Because it wasn’t like Agent 21 and his Guardian Angels had been sent to South Africa to
go shopping for toys.
‘You think he’s in there?’ Zak asked.
 
‘Cruz?’
 Zak nodded. Of
course
 Cruz. Cruz Martinez, his former friend turned Mexican drug lord.
Cruz Martinez, whose father had ordered the deaths of Zak’s own parents, and had taken a round from Gabs’s gun for his trouble. Cruz Martinez, who he’d last seen falling from a
 
sinking ship into a stormy sea. Who everyone had insisted was dead, even though Zak knew
in his heart he was still alive. Whose very name caused Zak’s flesh to grow cold.
 Whom intelligence operators had spotted three times in the past month visiting this very toy shop. And nobody thought he was there to buy teddy bears.
‘Yeah,’ said Zak. ‘Cruz.’
 
‘I doubt it,’ Gabs said. ‘Saturday morning and everything. I don’t think he’d rock up when it’s busy.’
 
‘It’s not
that 
 
busy,’ Zak observed.
 
Gabs shrugged. ‘Not a lot of money in this part of the world for buying toys.’ She looked through the window of the café. ‘There’s Raf,’ she breathed.
 She was right. Raf had suddenly appeared. He was standing outside the main door of Fun World, and had removed his lightweight linen jacket and slung it over his shoulder. That
was the signal. It meant he’d staked out the surrounding area and hadn’t seen anything
suspicious. The op was a go. Gabs drained her coffee cup and m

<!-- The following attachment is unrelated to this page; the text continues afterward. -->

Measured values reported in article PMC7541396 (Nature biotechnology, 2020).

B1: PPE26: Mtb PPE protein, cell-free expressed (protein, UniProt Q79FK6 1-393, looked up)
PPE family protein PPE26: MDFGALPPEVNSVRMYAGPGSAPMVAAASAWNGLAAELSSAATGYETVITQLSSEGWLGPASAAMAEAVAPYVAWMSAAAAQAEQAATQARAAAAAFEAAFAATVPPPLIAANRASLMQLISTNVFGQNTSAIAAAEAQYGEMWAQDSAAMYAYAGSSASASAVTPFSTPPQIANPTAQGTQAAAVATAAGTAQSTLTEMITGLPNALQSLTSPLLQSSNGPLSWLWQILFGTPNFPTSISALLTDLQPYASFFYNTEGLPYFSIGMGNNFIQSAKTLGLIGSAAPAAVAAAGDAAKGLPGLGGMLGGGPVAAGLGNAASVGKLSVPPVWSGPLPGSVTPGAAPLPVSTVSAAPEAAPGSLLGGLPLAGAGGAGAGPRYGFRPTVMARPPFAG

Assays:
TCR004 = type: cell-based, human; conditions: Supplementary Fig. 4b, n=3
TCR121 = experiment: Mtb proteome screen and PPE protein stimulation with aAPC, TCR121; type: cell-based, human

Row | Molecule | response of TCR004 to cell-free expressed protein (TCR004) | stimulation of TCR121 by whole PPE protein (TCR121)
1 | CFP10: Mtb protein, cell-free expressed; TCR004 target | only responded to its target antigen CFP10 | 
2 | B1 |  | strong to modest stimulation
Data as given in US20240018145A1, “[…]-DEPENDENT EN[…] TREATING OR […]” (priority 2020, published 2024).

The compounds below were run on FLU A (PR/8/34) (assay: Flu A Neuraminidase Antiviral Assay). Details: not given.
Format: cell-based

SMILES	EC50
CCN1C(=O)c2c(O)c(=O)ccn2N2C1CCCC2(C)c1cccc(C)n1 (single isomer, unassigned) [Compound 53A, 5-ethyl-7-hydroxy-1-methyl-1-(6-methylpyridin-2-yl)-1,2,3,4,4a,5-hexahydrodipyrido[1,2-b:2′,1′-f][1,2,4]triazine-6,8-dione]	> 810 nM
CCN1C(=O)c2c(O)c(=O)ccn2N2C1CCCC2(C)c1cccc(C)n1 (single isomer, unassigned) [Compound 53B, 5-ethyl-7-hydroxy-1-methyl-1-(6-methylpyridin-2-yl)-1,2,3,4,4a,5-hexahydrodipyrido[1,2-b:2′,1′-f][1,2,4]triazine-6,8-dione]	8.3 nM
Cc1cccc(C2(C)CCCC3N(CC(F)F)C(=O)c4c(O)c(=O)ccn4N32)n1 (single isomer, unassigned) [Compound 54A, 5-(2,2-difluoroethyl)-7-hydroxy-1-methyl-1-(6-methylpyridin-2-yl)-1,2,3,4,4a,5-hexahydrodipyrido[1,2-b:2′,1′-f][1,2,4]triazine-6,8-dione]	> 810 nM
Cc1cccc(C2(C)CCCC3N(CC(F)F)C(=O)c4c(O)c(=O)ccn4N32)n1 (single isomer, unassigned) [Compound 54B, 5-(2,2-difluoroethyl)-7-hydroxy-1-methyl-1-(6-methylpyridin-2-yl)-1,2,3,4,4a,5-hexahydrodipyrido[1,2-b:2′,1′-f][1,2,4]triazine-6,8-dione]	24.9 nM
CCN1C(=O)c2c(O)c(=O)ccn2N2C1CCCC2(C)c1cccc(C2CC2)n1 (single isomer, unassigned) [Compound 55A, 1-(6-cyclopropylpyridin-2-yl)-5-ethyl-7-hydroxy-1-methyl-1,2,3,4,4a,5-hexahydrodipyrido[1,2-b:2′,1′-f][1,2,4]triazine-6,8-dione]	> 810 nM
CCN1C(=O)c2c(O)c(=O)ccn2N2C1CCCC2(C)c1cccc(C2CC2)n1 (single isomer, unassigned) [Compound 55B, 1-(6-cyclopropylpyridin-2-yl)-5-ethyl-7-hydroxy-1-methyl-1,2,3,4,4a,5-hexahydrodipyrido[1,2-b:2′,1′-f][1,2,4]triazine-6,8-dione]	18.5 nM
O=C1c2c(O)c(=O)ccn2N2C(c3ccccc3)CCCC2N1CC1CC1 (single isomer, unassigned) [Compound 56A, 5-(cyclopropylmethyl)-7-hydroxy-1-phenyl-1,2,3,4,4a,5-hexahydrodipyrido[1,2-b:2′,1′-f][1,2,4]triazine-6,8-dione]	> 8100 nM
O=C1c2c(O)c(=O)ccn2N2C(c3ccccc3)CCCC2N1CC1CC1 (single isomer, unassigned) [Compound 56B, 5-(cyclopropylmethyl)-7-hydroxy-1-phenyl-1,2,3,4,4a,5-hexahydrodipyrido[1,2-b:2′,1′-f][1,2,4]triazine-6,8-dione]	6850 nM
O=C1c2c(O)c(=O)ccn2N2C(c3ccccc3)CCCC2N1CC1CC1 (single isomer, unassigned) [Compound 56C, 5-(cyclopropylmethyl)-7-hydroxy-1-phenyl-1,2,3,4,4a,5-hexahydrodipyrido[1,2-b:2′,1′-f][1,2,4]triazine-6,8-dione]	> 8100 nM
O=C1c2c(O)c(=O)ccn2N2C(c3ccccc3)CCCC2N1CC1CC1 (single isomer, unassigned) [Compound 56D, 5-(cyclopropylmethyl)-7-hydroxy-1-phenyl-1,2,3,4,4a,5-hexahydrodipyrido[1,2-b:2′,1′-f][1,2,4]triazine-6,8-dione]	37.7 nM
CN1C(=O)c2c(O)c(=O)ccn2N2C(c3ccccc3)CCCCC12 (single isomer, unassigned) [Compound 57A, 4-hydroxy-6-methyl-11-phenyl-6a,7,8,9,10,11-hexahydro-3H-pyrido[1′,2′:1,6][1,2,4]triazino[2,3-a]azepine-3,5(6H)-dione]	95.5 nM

otioned at Zak to do the same. ‘Remember,’ she said to him. ‘This is surveillance, nothing more. Understood?’
 
‘This is surveillance, nothing more.’ 
 
Zak’s handler Michael had used those exact words during their briefing session just two days
ago on the ble
ak island of St Peter’s Crag that was now his home.
 
‘You’re the only one who’s been inside the Martinez inner circle. All you have to do is determine if anybody you saw during your time in Mexico is working at Fun World.’ 
 
‘Surely they have security cameras
 
in the store,’ Zak had said. ‘Can’t you just hack in to those? I can look at the pictures, tell you if there’s anyone I recognize. That would be safer, wouldn’t it?’ 
 
‘Much safer. Unfortunately, all the CCTV images are encrypted and uploaded to a server
el 
sewhere. We’ve had our best people on it. They can’t even locate the Fun World server, let alone decrypt the images. The only way we’re going to do this is by putting you on the
ground. Now listen, Zak: if you recognize anyone, do not
 –
 repeat
do not
 
 –
 try to apprehend
them. Leave that to the experts. You just need to look like a kid in a toy shop. It’s the only reason you’re there.’ 
 
* * *
‘Understood,’ Zak said.
 
Even though he’d just downed his Coke, his mouth felt dry.
 It was always like this in the moments before an op. A mixture of excitement and fear. You could get addicted to it. Zak already had. He reached out to grab his phone. An important device. If he was in trouble, all he needed to do was type a code
 –
 6482
 –
 and Raf and Gabs would receive the distress call and be there in seconds. As he picked up the phone, it vibrated. A single buzz. The screen lit up and Zak and Gabs exchanged a glance. Only four people knew this number: Zak himself, Gabs, Raf and Michael back in London. He picked it up and swiped the screen. His eyes widened. It was a picture message. The black and white image was grainy
 –
 it looked like a still from a CCTV image. But there was no doubt of what it showed: Zak, a bag slung over his shoulder, walking through customs at Johannesburg O.R. Tambo airport. That had been two hours ago. Beneath the picture were the words:
Welcome to South Africa. Malcolm
.
Zak’s eyes narrowed. He showed the screen to Gabs.
 
Malcolm?
 How on earth did
he
 know we were he
re?’ she said.
 
The cogs in Zak’s brain were already working overtime. Malcolm was a highly intelligent